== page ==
…Plus the current DSM-V Criteria for ADHD.
October is ADHD Awareness Month, and increased awareness and understanding of signs and symptoms has caused more people to wonder whether they might have ADHD.
If you’re wondering if you or your child might have ADHD, obviously the best source of individualized information is a medical professional. Unfortunately, there are many who don’t have access to proper assessment or support options, so I aim to make information more accessible.
What is ADHD?
I’ll share what the Diagnostics and Statistical Manual (DSM-5) lists as criteria for ADHD, and then I will share symptoms that the DSM-V has missed. This information is based on extensive research as well as personal and professional experience.
I share this for informational purposes only, as each person’s experience with ADHD will be different.
People with ADHD show a persistent pattern of inattention and/or hyperactivity–impulsivity that interferes with functioning or development:
Six or more symptoms of inattention for children up to age 16 years, or five or more for adolescents age 17 years and older and adults; symptoms of inattention have been present for at least 6 months, and they are inappropriate for developmental level:
- Often fails to give close attention to details or makes careless mistakes in schoolwork, at work, or with other activities.
- Often has trouble holding attention on tasks or play activities.
- Often does not seem to listen when spoken to directly.
- Often does not follow through on instructions and fails to finish schoolwork, chores, or duties in the workplace (e.g., loses focus, side-tracked).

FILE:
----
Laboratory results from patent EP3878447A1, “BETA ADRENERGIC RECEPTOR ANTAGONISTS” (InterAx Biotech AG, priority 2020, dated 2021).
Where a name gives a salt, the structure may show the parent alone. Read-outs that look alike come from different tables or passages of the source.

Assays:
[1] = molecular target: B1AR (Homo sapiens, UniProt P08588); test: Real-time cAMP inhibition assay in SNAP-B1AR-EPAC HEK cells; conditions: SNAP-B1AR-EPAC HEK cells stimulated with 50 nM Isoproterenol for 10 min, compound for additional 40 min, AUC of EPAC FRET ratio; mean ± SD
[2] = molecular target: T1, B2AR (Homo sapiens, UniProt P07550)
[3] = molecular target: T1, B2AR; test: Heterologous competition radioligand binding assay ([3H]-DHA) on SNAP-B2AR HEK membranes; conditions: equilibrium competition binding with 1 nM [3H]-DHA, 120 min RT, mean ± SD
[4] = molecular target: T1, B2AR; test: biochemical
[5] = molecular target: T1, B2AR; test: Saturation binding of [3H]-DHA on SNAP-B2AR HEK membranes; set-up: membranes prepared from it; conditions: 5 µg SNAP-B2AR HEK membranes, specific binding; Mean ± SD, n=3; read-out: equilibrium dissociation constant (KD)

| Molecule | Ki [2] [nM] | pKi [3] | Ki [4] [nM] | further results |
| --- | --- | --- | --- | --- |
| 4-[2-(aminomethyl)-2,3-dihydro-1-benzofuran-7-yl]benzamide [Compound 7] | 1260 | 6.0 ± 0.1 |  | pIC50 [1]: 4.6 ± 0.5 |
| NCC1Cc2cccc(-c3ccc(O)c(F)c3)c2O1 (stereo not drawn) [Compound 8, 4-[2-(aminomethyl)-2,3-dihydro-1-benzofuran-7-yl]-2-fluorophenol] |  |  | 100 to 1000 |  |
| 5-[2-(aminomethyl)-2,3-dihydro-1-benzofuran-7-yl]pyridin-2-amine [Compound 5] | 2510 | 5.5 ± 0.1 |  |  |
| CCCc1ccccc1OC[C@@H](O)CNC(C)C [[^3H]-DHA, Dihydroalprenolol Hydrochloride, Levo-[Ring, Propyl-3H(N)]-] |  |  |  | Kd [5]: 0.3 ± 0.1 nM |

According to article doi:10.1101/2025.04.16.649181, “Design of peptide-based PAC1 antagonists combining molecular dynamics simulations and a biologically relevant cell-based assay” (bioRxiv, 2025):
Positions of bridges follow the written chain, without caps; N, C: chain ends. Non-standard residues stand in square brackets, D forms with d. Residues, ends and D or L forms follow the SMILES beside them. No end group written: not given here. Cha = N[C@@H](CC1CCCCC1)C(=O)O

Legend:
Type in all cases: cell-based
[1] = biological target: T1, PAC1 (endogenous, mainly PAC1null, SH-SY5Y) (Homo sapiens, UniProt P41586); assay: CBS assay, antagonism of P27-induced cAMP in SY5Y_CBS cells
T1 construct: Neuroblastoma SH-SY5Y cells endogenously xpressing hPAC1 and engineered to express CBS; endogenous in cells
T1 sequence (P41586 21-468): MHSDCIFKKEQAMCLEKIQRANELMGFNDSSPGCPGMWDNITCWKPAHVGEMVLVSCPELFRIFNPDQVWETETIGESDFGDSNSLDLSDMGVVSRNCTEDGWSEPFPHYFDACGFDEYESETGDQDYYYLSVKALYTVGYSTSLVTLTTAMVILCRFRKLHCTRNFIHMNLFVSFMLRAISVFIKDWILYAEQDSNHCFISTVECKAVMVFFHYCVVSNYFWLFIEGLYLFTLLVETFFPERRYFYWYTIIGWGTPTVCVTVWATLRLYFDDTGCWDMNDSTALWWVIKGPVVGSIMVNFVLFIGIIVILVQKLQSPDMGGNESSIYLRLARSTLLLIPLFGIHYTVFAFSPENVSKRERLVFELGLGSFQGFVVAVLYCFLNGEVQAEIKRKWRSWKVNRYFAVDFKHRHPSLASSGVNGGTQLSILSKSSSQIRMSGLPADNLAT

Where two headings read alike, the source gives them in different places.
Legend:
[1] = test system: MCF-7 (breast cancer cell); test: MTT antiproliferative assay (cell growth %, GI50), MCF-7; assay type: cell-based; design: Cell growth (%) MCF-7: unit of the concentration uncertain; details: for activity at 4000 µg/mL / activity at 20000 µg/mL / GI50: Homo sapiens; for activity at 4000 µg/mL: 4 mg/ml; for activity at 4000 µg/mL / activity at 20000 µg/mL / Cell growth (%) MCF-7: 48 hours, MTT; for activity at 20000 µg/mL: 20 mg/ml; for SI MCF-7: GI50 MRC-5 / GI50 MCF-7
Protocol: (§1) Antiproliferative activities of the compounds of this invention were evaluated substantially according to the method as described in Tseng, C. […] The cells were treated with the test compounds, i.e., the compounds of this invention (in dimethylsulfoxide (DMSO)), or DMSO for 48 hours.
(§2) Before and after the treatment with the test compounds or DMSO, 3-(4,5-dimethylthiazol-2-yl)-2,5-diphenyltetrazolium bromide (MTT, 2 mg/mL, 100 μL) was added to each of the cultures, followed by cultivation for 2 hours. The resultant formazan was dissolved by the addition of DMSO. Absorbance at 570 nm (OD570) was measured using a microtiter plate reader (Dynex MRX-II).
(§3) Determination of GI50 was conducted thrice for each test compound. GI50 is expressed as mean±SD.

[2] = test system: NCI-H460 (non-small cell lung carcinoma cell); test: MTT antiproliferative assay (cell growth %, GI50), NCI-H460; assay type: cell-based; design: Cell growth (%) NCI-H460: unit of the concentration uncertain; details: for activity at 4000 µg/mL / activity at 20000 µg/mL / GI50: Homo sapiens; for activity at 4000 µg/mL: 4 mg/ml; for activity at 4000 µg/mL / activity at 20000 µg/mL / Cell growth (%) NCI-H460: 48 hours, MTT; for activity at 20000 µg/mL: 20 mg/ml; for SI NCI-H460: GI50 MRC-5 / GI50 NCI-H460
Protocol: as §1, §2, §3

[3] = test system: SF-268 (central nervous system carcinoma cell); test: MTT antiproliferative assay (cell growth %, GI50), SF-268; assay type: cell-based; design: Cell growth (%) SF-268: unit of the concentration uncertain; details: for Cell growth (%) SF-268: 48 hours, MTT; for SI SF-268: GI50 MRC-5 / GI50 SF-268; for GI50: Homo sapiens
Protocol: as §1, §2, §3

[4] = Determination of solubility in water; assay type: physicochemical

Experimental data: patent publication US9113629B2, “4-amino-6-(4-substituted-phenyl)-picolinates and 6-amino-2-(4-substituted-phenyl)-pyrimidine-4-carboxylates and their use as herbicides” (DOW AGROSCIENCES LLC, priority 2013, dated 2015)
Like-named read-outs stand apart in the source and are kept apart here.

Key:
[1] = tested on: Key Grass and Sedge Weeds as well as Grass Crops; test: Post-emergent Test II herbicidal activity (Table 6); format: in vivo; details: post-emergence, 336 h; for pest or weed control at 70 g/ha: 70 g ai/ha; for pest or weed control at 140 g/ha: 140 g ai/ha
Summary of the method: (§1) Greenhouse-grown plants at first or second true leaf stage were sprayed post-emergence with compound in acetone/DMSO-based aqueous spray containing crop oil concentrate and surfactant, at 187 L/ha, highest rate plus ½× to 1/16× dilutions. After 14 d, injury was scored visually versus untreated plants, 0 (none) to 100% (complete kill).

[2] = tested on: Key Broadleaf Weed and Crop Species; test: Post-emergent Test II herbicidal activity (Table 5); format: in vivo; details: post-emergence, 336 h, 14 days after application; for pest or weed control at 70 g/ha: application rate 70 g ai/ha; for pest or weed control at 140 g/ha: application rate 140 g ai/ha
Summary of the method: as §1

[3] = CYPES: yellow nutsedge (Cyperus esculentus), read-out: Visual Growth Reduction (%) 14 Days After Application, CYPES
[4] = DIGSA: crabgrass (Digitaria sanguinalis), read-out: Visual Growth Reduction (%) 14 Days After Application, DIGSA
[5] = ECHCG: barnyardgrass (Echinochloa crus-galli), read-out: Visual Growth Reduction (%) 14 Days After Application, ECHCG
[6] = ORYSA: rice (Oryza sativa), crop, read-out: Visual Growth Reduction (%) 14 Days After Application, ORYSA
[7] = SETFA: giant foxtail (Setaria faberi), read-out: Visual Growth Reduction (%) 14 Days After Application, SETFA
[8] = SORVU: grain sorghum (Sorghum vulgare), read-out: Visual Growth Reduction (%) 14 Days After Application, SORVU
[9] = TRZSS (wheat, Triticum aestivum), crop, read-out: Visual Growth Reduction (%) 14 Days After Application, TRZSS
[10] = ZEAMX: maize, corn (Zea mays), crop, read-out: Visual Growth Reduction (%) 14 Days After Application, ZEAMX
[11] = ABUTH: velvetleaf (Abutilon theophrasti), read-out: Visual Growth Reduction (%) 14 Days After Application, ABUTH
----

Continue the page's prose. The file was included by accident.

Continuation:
- Often has trouble organizing tasks and activities.
- Often avoids, dislikes, or is reluctant to do tasks that require mental effort over a long period of time (such as schoolwork or homework).
- Often loses things necessary for tasks and activities (e.g. school materials, pencils, books, tools, wallets, keys, paperwork, eyeglasses, mobile telephones).
- Is often easily distracted.
- Is often forgetful in daily activities.
Hyperactivity and Impulsivity
Six or more symptoms of hyperactivity-impulsivity for children up to age 16 years, or five or more for adolescents age 17 years and older and adults; symptoms of hyperactivity-impulsivity have been present for at least 6 months to an extent that is disruptive and inappropriate for the person’s developmental level:
- Often fidgets with or taps hands or feet, or squirms in seat.
- Often leaves seat in situations when remaining seated is expected.
- Often runs about or climbs in situations where it is not appropriate (adolescents or adults may be limited to feeling restless).
- Often unable to play or take part in leisure activities quietly.
- Is often “on the go” acting as if “driven by a motor”.
- Often talks excessively.
- Often blurts out an answer before a question has been completed.
- Often has trouble waiting their turn.
- Often interrupts or intrudes on others (e.g., butts into conversations or games).
In addition, the following conditions must be met:
- Several inattentive or hyperactive-impulsive symptoms were present before age 12 years.
- Several symptoms are present in two or more settings, (such as at home, school or work; with friends or relatives; in other activities).
- There is clear evidence that the symptoms interfere with, or reduce the quality of, social, school, or work functioning.
- The symptoms are not better explained by another mental disorder (such as a mood disorder, anxiety disorder, dissociative disorder, or a personality disorder).
- The symptoms do not happen only during the course of schizophrenia or another psychotic disorder.
What the DSM-V Misses
These are based on extensive research, as well as personal and professional experience. These are not prescriptive, simply descriptive.